Nielsen, Lasse Nørgaard2; Poulsen, Sven Døfler2; Coxon, Ian Robert3
1 Institute of Technology and Innovation, Faculty of Engineering, SDU2 University of Southern Denmark3 Institute of Technology and Innovation, Faculty of Engineering, SDU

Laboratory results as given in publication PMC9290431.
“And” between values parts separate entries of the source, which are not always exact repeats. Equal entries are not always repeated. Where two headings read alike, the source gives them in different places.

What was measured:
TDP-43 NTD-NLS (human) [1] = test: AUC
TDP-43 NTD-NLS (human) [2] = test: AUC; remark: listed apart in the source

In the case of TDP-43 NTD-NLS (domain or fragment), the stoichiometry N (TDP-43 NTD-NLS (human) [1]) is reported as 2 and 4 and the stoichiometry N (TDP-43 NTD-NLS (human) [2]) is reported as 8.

Presented in this paper are remarkably powerful learning experiences from two researchers in two separate studies. One dealing with the lived experience of patients suffering paralysis from stroke or brain haemorrhage and the other studying patients with Cervical Radiculopathy. Both cases originate in Denmark where recent measures have been initiated aimed at increasing rehabilitation of patients in their homes, but with a strong technology solution focus (P@H, 2013). The projects aims were similar; to explore the complex lived experience of patients so as to improve the experience (and efficacy) of home rehabilitation for people with these conditions. In this paper we not only share our practical experiences and lessons learned in pushing the boundaries of researching human experience but also how it deeply affected us as researchers in achieving the illusive, 'experience of understanding' - what it means to live with such medical conditions. In doing this we also expose some of the heartbreaking moments that arose as a result of research techniques we applied that caught us unprepared, but which produced insights so moving, unexpectedly candid and profound Both studies adopted a hermeneutic phenomenological approach (Van Manen, 1997) but were applied differently as each case required. Both incorporated methods such as extreme researcher embodiment (experience prototyping), immersive field data gathering (utilising new digital technologies), unstructured in-situ conversations as well as observations during treatment processes. Data analysis was conducted through an intricate nine step process (Coxon, 2008) - interpreting patient's experiences, particularly the explication of deeper meaning structures hidden within their various communications. This paper is primarily about sharing our stories of research highs, lows and lessons arising therefrom. We share insights gained in a process which shows the ineffectual nature of and opportunities lost in many normalised approaches to treatment. It is really about how to deeply understand patients in almost any sphere of health – to appreciate their viewpoint - to find new ways to bring the two worlds of treatment and treated together – harmoniously and productively.